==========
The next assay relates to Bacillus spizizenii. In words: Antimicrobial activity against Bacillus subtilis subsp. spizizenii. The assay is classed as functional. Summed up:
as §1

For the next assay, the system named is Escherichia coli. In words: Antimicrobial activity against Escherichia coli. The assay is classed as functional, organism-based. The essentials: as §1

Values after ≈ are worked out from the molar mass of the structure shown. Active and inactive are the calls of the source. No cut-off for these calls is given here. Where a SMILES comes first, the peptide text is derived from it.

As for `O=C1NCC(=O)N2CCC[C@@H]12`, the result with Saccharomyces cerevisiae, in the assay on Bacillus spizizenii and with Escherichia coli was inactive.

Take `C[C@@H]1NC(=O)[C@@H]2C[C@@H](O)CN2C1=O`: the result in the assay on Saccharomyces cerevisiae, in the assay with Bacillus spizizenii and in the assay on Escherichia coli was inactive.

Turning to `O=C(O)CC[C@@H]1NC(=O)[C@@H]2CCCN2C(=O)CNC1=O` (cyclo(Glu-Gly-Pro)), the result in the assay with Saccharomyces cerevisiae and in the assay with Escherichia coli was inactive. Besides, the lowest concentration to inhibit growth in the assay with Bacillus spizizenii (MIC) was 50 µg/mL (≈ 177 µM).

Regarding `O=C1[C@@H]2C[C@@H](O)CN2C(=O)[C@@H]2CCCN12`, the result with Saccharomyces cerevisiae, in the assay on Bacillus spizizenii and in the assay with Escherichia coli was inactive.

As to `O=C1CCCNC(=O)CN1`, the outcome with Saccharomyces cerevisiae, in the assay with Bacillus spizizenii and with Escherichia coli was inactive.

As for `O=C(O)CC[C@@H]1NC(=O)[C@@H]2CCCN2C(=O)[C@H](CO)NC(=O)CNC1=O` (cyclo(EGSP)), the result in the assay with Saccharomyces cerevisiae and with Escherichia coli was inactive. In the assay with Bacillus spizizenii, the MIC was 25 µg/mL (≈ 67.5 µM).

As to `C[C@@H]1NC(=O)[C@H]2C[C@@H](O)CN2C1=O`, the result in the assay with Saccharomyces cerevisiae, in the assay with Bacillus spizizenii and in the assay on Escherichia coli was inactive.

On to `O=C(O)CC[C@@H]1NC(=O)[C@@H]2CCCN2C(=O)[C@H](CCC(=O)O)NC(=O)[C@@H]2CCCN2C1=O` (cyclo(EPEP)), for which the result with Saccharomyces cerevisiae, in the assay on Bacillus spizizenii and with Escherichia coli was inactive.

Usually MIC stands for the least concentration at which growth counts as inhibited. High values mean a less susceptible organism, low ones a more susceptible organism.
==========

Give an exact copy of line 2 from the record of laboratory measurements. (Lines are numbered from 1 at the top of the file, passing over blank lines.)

as §1